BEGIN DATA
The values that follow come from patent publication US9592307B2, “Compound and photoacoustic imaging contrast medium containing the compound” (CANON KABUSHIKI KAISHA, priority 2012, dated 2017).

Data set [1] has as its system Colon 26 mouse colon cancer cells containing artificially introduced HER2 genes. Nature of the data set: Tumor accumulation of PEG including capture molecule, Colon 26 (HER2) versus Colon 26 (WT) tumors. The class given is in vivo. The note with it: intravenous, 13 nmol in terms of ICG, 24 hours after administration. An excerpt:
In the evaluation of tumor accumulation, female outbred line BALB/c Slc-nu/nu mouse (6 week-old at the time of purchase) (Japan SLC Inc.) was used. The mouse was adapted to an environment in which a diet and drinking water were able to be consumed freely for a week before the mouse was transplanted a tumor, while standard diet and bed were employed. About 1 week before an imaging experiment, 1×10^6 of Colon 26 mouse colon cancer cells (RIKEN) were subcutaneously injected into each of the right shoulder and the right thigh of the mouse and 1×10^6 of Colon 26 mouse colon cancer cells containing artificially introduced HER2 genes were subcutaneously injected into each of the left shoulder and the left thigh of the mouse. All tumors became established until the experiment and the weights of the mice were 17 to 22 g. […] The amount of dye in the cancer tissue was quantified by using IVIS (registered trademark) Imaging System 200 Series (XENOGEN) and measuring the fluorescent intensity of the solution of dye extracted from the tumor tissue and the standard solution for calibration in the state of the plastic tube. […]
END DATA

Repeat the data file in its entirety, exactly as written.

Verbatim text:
The values that follow come from patent publication US9592307B2, “Compound and photoacoustic imaging contrast medium containing the compound” (CANON KABUSHIKI KAISHA, priority 2012, dated 2017).

Data set [1] has as its system Colon 26 mouse colon cancer cells containing artificially introduced HER2 genes. Nature of the data set: Tumor accumulation of PEG including capture molecule, Colon 26 (HER2) versus Colon 26 (WT) tumors. The class given is in vivo. The note with it: intravenous, 13 nmol in terms of ICG, 24 hours after administration. An excerpt:
In the evaluation of tumor accumulation, female outbred line BALB/c Slc-nu/nu mouse (6 week-old at the time of purchase) (Japan SLC Inc.) was used. The mouse was adapted to an environment in which a diet and drinking water were able to be consumed freely for a week before the mouse was transplanted a tumor, while standard diet and bed were employed. About 1 week before an imaging experiment, 1×10^6 of Colon 26 mouse colon cancer cells (RIKEN) were subcutaneously injected into each of the right shoulder and the right thigh of the mouse and 1×10^6 of Colon 26 mouse colon cancer cells containing artificially introduced HER2 genes were subcutaneously injected into each of the left shoulder and the left thigh of the mouse. All tumors became established until the experiment and the weights of the mice were 17 to 22 g. […] The amount of dye in the cancer tissue was quantified by using IVIS (registered trademark) Imaging System 200 Series (XENOGEN) and measuring the fluorescent intensity of the solution of dye extracted from the tumor tissue and the standard solution for calibration in the state of the plastic tube. […]